Some 600 years ago, the Templo Mayor stood 200 feet high in the center of the ancient Aztec city of Tenochtitlan. It was a place of worship, where people came to make offerings to the god Huitzilopochtli and perform such rituals as bloodletting, the burning of copal and, sometimes, human sacrifice. In the 16th century, it was destroyed by the Spanish to make room for a new cathedral, leaving a treasure trove of archaeological evidence beneath its foundation stones.
It was here that excavators recently discovered the remains of a child’s body late last year, according to a report in National Geographic Spain. “Offering 176,” as the grisly discovery has been dubbed, is thought to have come from sometime in the 15th century.
The boy was likely between eight and ten years old, and had been dressed as the fearsome god of war himself. Thousands of objects were buried with him: copper bells, snail shells and colored beads once hung around his ankles and neck. Though some of these have long since worn away, others are recognizably green jadeite, brought from Guatemala, and an unknown blue stone. Like many images of the god, he wore a wooden breastplate. A bird’s wing, thought to be connected to the deity sometimes known as the Hummingbird of the South, was found nearby.
Archaeologists describe how, even at his very young age, his teeth were worn, while he appeared to have been suffering from multiple infections in his mouth. So far, researchers have found only one other child believed to have been killed as an offering. Aged just five years old at the time of his gruesome death, his heart had been removed by priests. It’s not clear whether this boy experienced the same demise: In a statement from the Mexican National Institute of Anthropology and History, archaeologists described it as a mystery, as yet unsolved. “It can only be said that at the time of his death he was dressed like Huitzilopochtli himself.”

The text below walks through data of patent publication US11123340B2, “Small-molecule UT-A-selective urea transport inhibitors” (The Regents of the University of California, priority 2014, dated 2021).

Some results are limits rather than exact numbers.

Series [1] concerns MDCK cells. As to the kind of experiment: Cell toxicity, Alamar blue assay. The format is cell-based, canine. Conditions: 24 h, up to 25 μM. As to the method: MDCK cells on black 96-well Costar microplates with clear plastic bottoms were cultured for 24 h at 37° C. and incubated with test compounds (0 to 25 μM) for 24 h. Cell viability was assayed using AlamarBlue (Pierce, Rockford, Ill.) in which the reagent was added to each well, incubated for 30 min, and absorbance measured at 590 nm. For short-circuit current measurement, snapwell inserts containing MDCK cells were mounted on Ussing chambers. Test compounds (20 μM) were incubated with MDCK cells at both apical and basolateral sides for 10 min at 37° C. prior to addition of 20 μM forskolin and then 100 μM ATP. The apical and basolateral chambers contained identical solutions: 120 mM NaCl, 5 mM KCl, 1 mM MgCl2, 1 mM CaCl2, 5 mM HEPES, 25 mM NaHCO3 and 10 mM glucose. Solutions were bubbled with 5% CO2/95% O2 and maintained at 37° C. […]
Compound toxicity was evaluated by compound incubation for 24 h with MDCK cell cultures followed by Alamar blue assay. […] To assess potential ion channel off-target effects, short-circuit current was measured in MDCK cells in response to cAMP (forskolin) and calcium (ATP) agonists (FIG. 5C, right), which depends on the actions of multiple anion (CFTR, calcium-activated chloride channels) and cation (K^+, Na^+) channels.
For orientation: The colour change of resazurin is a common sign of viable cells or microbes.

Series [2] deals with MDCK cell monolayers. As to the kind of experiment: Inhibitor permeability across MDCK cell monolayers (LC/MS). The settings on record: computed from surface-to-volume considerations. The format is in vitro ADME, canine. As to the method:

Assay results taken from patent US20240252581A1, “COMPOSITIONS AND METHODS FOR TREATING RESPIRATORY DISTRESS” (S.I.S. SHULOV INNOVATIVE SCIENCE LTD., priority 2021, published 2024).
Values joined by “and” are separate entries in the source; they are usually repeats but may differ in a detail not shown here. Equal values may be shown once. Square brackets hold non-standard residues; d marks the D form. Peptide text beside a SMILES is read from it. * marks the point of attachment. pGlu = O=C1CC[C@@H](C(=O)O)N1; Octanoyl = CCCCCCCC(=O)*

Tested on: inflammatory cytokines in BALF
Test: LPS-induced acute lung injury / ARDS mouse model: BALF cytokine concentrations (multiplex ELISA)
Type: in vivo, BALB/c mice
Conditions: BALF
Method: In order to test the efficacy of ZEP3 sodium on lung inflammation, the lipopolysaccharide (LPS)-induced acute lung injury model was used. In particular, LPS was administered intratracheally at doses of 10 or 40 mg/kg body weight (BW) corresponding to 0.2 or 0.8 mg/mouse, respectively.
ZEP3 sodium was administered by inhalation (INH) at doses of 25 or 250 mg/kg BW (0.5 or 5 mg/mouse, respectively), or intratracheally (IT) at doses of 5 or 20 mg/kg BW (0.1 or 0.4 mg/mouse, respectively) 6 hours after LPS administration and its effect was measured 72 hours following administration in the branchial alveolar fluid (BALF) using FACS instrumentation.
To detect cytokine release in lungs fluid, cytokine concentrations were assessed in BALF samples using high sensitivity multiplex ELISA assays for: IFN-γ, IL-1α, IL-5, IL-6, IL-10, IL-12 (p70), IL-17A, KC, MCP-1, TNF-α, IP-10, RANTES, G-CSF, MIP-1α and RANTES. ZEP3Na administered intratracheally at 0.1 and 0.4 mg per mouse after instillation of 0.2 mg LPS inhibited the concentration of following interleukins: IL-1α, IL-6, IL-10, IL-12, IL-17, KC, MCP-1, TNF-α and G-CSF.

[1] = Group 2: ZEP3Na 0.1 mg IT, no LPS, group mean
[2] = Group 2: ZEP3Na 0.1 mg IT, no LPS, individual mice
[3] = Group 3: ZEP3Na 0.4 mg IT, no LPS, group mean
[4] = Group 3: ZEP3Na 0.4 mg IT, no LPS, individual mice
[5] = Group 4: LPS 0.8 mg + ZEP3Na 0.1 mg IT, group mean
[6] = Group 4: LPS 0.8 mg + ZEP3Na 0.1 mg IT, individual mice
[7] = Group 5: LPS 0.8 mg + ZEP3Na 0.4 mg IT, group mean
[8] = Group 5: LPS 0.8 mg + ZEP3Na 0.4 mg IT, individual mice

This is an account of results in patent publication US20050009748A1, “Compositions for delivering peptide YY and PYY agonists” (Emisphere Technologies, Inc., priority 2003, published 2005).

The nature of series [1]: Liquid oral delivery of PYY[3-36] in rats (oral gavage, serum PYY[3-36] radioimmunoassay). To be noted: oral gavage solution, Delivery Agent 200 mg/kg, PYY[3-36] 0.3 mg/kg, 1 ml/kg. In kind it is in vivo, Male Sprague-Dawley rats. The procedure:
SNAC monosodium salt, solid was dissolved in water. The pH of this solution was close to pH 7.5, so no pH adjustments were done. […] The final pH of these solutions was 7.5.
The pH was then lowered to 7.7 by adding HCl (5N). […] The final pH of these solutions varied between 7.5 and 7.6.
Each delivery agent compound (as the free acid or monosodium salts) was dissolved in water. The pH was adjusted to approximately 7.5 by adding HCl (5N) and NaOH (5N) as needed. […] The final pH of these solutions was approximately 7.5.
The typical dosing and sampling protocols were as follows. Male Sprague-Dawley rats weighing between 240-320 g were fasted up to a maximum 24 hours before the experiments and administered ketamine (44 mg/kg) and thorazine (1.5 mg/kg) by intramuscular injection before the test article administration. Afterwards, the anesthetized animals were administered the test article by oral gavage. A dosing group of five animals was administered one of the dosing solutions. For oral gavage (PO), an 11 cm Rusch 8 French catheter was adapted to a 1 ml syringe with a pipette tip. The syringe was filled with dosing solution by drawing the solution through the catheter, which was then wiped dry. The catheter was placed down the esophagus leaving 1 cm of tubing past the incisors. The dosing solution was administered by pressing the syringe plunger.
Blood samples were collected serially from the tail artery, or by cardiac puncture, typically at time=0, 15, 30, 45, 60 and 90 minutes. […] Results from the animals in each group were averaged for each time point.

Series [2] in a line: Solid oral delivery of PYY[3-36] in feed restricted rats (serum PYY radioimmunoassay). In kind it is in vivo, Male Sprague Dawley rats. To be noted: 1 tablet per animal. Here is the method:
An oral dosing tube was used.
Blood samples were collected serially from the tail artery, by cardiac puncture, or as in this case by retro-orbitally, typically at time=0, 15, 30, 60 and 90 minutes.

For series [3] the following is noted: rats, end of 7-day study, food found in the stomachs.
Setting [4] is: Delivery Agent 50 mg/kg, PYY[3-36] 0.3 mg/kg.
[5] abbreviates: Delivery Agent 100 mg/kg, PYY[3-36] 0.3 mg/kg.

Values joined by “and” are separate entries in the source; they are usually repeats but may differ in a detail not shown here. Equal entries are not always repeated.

The temple seems to have been the site of many such macabre sacrifices. Other recent discoveries including an apparently public display of hundreds of human skulls, stacked over 100 feet in height. This child, however, was not put on show. Instead, for his burial, priests raised a series of heavy stone slabs from the floor to expose the soft ground below. They dug a deep pit there, and buried him in an unusual cylindrical box, filled with stones and stucco—the first of its kind that archaeologists report having seen.
Who was this child, how and why did he die, and what do these many objects reveal? The National Institute hopes that further study will reveal the answers—putting this child, and the mysteries he presents, to rest once and for all.